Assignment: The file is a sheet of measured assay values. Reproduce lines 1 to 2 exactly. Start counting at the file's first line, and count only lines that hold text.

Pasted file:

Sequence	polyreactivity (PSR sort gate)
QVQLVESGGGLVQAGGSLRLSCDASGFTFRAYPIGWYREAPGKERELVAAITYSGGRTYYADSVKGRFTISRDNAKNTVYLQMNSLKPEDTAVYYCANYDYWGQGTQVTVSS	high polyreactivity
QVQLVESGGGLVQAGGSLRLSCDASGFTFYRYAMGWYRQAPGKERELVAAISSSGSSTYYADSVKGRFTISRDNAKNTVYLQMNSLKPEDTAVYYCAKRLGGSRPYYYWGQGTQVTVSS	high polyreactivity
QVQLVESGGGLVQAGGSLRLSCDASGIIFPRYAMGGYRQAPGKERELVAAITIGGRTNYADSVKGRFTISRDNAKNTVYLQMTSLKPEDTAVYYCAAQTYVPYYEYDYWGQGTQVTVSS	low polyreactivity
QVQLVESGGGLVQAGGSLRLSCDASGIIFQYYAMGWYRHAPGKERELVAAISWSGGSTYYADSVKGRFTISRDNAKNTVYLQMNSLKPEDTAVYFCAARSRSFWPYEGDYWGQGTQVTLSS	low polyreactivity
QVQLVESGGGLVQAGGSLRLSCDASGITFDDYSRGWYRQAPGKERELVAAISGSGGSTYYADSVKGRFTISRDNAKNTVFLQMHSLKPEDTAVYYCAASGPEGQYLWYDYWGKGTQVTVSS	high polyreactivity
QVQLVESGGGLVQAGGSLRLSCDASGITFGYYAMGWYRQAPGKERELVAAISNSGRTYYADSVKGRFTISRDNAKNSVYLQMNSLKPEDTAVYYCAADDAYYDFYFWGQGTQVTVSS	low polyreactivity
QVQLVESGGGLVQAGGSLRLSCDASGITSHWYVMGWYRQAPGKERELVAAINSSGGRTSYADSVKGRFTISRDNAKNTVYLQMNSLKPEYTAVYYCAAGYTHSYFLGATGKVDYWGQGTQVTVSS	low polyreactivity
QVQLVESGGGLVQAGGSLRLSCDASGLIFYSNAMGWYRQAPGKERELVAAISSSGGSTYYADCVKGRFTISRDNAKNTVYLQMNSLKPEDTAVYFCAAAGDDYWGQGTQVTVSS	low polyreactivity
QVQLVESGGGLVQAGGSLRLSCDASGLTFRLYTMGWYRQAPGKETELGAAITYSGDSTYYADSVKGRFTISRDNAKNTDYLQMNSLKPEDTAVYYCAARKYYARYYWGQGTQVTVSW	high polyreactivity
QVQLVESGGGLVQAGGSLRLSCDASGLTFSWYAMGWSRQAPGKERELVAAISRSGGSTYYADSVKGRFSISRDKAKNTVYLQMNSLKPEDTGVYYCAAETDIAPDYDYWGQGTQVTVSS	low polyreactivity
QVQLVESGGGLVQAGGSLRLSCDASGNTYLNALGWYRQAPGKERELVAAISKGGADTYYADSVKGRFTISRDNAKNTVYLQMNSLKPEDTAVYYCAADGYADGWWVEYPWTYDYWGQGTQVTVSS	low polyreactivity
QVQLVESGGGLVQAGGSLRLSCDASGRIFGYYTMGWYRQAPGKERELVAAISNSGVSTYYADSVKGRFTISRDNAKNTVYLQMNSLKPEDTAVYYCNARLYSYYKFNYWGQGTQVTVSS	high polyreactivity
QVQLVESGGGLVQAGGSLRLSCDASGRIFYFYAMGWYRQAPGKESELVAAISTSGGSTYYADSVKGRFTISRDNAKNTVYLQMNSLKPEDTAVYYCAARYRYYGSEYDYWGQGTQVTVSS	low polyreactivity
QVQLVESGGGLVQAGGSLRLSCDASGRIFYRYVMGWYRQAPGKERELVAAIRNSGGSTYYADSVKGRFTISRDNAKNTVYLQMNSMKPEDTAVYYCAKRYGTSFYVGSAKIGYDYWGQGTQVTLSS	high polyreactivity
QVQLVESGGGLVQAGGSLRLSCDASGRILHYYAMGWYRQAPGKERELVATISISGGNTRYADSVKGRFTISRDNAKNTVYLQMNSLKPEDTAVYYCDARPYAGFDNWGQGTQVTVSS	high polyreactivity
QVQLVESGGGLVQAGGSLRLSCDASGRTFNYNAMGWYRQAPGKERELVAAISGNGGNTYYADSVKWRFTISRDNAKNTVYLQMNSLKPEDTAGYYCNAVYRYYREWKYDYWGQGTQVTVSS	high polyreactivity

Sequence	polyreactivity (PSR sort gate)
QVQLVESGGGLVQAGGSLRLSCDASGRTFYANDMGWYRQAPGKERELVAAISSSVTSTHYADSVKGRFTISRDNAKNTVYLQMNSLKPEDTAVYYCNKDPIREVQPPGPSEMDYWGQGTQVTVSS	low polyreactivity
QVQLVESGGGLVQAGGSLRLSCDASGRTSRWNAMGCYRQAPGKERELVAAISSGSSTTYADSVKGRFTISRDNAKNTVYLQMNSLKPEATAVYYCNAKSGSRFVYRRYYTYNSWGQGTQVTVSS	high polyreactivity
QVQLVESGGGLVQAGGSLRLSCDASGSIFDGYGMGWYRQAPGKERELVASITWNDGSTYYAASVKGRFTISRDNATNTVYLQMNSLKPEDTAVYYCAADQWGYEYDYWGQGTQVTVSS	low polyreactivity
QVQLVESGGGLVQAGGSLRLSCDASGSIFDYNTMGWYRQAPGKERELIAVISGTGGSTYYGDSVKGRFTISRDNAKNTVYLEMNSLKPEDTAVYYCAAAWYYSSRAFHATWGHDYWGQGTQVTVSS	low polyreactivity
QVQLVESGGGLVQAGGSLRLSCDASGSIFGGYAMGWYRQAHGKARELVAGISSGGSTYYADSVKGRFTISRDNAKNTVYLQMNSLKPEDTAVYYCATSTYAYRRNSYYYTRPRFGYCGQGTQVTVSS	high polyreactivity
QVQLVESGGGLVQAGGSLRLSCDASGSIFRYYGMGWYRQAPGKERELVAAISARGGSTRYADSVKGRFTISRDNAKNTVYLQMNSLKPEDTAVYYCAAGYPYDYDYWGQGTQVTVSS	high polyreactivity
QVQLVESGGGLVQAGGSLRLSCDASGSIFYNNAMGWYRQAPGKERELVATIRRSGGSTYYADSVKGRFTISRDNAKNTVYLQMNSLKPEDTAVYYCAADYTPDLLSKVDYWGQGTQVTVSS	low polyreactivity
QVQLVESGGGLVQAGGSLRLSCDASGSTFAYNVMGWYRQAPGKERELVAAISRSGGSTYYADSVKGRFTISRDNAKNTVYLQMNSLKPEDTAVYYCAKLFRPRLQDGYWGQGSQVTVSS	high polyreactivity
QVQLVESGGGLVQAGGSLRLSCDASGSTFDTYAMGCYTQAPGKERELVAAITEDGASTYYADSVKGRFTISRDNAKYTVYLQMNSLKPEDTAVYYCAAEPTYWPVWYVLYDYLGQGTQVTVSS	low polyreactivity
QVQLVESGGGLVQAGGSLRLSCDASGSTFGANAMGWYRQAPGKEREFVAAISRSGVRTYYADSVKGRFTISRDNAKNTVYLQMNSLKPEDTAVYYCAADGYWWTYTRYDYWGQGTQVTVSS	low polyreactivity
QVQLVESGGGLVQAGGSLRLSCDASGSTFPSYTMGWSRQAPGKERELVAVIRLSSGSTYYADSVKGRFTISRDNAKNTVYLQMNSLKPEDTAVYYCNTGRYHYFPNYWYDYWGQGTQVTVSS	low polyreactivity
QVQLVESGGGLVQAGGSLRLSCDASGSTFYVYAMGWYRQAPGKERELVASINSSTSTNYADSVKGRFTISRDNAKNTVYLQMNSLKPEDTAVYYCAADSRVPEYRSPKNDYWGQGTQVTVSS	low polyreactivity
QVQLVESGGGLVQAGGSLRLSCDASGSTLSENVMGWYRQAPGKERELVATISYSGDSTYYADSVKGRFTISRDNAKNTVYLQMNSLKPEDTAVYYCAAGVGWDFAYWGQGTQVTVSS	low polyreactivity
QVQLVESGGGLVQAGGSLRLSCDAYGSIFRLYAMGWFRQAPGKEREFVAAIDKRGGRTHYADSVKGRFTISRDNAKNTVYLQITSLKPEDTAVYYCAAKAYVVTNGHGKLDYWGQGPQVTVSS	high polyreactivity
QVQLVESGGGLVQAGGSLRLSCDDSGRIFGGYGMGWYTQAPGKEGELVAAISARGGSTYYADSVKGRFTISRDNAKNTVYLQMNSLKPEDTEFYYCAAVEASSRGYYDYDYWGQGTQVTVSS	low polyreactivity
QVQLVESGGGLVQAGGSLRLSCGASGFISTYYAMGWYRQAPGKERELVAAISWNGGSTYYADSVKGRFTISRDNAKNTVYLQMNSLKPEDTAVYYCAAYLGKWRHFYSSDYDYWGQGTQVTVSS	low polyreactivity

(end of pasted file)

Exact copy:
Sequence	polyreactivity (PSR sort gate)
QVQLVESGGGLVQAGGSLRLSCDASGFTFRAYPIGWYREAPGKERELVAAITYSGGRTYYADSVKGRFTISRDNAKNTVYLQMNSLKPEDTAVYYCANYDYWGQGTQVTVSS	high polyreactivity